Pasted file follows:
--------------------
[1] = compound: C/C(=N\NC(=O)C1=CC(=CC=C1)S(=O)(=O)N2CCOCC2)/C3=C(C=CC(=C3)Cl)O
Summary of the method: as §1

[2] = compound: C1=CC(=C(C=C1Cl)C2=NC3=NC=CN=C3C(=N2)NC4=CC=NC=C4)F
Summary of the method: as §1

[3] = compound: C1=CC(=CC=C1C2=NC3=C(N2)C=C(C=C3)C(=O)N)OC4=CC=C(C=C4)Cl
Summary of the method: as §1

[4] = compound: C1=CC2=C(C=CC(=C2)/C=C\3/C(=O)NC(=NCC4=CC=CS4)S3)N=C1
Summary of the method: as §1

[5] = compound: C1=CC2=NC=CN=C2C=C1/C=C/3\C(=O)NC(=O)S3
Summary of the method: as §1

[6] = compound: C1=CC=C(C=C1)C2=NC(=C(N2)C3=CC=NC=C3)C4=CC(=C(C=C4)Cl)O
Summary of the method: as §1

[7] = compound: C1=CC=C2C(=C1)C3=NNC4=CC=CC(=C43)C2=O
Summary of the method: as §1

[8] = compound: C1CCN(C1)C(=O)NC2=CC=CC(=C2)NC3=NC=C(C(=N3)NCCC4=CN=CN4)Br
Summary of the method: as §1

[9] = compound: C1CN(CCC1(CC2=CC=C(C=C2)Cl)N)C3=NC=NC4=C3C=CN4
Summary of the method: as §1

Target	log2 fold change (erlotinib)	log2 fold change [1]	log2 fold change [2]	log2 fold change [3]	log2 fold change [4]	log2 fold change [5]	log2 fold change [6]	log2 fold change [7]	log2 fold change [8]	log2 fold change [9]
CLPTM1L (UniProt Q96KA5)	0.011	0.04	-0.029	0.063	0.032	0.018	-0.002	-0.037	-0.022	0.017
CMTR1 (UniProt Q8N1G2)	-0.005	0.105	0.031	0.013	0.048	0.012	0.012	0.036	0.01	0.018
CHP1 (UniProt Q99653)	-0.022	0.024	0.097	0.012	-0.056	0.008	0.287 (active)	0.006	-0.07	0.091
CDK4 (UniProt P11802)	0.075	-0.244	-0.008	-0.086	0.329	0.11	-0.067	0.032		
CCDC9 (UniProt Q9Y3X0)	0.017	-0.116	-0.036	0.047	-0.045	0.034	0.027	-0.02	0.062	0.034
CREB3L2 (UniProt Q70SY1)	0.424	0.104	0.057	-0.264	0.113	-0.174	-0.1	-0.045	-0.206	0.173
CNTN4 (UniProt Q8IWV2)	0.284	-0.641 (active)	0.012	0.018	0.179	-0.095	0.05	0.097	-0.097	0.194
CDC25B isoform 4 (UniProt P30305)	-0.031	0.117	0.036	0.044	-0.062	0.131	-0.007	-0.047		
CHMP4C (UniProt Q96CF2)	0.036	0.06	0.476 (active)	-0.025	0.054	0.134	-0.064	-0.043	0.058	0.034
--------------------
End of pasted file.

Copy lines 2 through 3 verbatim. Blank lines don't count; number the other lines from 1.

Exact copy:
Summary of the method: as §1

[2] = compound: C1=CC(=C(C=C1Cl)C2=NC3=NC=CN=C3C(=N2)NC4=CC=NC=C4)F